By Dr Jimmy T (Gunny) LaBaume
Making Decisions Effectively
There is a difference between efficiency and effectiveness. As my old mentor, Stan Parsons used to say: Efficient managers “do things right.” Effective managers “do the right thing.”
Range managers talk a great deal about range but very little about management. On the other side of the fence, ranchers all too often confuse “management” with “husbandry.” They are not the same thing. “Husbandry” is gathering the herd, feeding, doctoring, branding, de-horning, etc. But the skill that it took to gather all those resources (men, horses, corrals, etc) and have them at the right place at the right time is “management.”
Some believe that “management” consists of meeting everybody at the back door at 6:00 o’clock in the morning, telling them what to do, and then spending the rest of the day making sure they get it done. NOT! This direction and supervision role is only one part of the process.
Management is a never ending, circular, common sense process. First you plan (and assume that your plan is wrong because it probably is). Then you implement (here is where the direction and supervision activities enter the picture). Then you monitor which provides the basis for control. Finally, based upon the results of monitoring, you close the circle of management by re-planning. And the process is continuous.
At the onset, management begins with a plan. There are at least two levels of planning—tactical (what lieutenants and cow bosses do) and strategic (what generals and boards of directors do). The former deals mainly with day to day operations whereas the latter is, of course, more general, longer term and more visionary. This is the level I wish to discuss today because it is the most important thing we do. You can do any of the other things we recommend half-heartedly but you must get this one right.
Strategic planning should begin with a definition of the entity to be managed. The people who are to manage it are identified as are the resources they have to work with.
These are the people who will then formulate a strategic goal.
The strategic goal describes the quality of life they want to achieve and what they must produce in order to achieve it. They must also identify and describe the resource base that they will need in the future in order to produce what is necessary to provide and sustain the quality of life they want.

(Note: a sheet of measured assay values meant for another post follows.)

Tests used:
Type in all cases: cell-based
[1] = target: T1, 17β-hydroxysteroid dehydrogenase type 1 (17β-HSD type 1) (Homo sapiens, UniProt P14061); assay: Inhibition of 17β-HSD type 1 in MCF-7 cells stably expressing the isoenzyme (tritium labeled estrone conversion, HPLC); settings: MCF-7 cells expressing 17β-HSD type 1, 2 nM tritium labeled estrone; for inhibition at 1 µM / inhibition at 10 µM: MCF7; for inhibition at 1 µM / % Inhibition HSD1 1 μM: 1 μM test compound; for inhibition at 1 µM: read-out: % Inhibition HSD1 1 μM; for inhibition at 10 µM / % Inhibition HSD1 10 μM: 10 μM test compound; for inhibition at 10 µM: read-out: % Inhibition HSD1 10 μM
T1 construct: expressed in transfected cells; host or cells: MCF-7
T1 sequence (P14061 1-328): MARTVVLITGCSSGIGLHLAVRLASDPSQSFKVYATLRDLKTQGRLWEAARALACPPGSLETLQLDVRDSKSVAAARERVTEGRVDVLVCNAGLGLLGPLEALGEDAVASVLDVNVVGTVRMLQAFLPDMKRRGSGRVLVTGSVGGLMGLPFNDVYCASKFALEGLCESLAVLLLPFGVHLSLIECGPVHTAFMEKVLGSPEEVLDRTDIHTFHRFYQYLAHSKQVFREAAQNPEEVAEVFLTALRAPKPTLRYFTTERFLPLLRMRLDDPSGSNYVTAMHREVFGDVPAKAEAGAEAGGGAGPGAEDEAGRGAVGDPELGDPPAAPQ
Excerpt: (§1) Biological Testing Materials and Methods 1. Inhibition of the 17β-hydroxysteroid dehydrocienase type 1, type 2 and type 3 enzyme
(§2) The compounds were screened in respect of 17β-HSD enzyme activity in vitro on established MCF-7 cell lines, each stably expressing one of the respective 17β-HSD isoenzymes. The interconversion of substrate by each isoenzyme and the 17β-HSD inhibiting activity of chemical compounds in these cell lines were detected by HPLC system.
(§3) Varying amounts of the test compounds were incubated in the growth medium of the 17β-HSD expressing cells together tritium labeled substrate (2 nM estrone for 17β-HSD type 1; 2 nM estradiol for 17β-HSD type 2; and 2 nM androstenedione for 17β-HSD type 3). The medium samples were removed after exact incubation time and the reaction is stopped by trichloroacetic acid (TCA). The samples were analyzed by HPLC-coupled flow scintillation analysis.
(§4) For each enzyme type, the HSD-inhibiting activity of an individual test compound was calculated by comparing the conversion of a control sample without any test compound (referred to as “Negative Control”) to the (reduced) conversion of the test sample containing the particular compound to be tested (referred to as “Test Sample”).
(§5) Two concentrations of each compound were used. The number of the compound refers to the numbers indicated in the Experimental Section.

From that point forward, any action taken should not only achieve its objective but also make progress toward the strategic goal. In other words, all subsequent decisions are made in the light of and tested against the strategic goal.
A feedback loop (monitoring and control) is set up to insure that, if the decision is not taking them where they want to go, they can correct it immediately.
The constant cognizance stemming from testing each and every decision against the strategic plan is what ensures success. If things are not happening according to plan, then you need to either change what you are doing or revise your plan.
The process is very similar to that used in major corporations today. The only difference is that the objective is to restore deteriorating environments while simultaneously increasing productivity and profitability.
And a Word on Environmental and Social Responsibility
Businesses of all sizes see black ink turn red if they don’t consider the environmental and social consequences of their decisions. Acting responsibly is the only way to attract and keep customers. In other words, acting responsibly is very much a part of the profit motive—if you don’t, customers will go away and so will the profits. A well formulated strategic plan will ensure that does not happen.
Copyright © 2013 by Land & Livestock International, Inc. Permission to reprint in whole or in part is gladly granted, provided full credit is given.
- Strategic Thinking versus Strategic Planning (backwardstimemachine.wordpress.com)